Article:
Should there be more or less competition in the financial system? Should new financial instruments be regulated more or less stringently? What is the right market share of state-owned financial institutions? These are just a few of the vexing questions in finance. For some, there is robust evidence and a broad agreement on answers, but for most, views are split. Moreover, due to the global financial crisis, the balance of opinion on some issues has been shifting. We have done a survey of views on these topics, and would like to hear more from you, our online readers!
In a recent paper by myself and my colleague Megumi Kubota (forthcoming in the Journal of International Economics), we argue that the distinction between sudden stops caused by domestic versus foreign residents is crucial when we examine the effects of these types of episodes on economic performance and their policy implications. Identifying the relative importance of the shocks underlying these different types of sudden stops is essential. If sudden stops were, for instance, attributed to reduced inflows by foreigners, policymakers should minimize the country’s vulnerability to external shocks. The policy advice would be different, however, if net reversals in capital flows are explained by gross outflows of domestic residents looking for better risk-taking opportunities abroad.
On May 14-18 the World Bank held its annual Overview Course on Financial Sector Issues in Washington, DC. Geared towards mid-career financial sector policy-makers and practitioners, the objective of this one-week event was to discuss issues of current and long-run importance to the development of the financial sector. This year’s course focused on Lessons from Recent Crises and Current Priorities for Finance Practitioners and Policy-Makers. The timing was quite fitting—the course took place the same week that JP Morgan’s billion-dollar trading became public and the European crisis intensified as Greek banks suffered large deposit runs.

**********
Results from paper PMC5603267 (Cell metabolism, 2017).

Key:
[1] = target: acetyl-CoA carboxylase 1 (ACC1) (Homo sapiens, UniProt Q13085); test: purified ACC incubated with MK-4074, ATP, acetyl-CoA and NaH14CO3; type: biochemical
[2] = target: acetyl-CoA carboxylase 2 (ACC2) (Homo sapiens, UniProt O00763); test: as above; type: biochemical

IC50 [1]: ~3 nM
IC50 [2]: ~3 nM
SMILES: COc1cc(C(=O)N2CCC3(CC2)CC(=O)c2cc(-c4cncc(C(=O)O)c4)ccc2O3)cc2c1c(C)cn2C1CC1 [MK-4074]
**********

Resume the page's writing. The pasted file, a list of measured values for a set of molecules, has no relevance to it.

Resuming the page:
Perhaps not surprisingly in light of recent events affecting the financial sector in the US and Europe, three main broad themes resonated in many of the sessions of the course: (1) the need for more and better bank capital, (2) the importance of putting in place the right incentives for banks to limit the risks they take, and (3) the role of macroprodudential regulation in monitoring and limiting systemic risk.
In a new working paper published in the World Bank Working Paper Series, John Gibson, David McKenzie, and I look at exactly this question.
While much of migration policy has been focused on reducing costs of remittances and introducing new and inexpensive transmission channels, relatively little attention has been paid to educating customers on such benefits. After all, this could be pretty low hanging fruit – tell migrants about a cheaper way of remitting and they will switch.
With this thought in mind, we designed an information dissemination experiment for migrant workers in both Australia and New Zealand who had migrated from the Pacific Islands, East Asia, and Sri Lanka.
Despite rapid economic growth, gender disparities have remained deep and persistent in India and other South Asian countries. The UN Gender Inequality Index has ranked India below several Sub-Saharan African countries. Gender disparities are even more pronounced in economic participation and women’s business conditions in India. Using data from the 2011 Global Gender Gap report, Figure 1 shows that while India scores around the mean gender gap index overall (horizontal axis), its score for women’s economic participation and opportunity is below the 5th percentile of the distribution (vertical axis).
What explains these huge gender disparities in women’s economic participation in India? Is it poor infrastructure, limited education, and gender composition of the labor force and industries? Or is it deficiencies in social and business networks and a low share of incumbent female entrepreneurs?In a recent paper we examine gender disparities in women’s business conditions in India. We use detailed micro-data on the unorganized manufacturing and services sectors to explore the drivers of female entrepreneurship across districts and industries.
Almost five years after the onset of the global financial crisis, much has been done to reform the global financial system, but much is still left to accomplish. Comprehensive reform, once agreed to and implemented in full, will have far-reaching implications for the global financial system and the world economy. In a new book, Building a More Resilient Financial Sector, edited by Aditya Narain, Ceyla Pazarbasioglu, and myself, we summarize our views on various reform proposals discussed since 2008, ranging from various regulatory reforms to supervision, too-important-to-fail (TITF) proposals, restricting banks’ size and scope, resolution, and to living wills.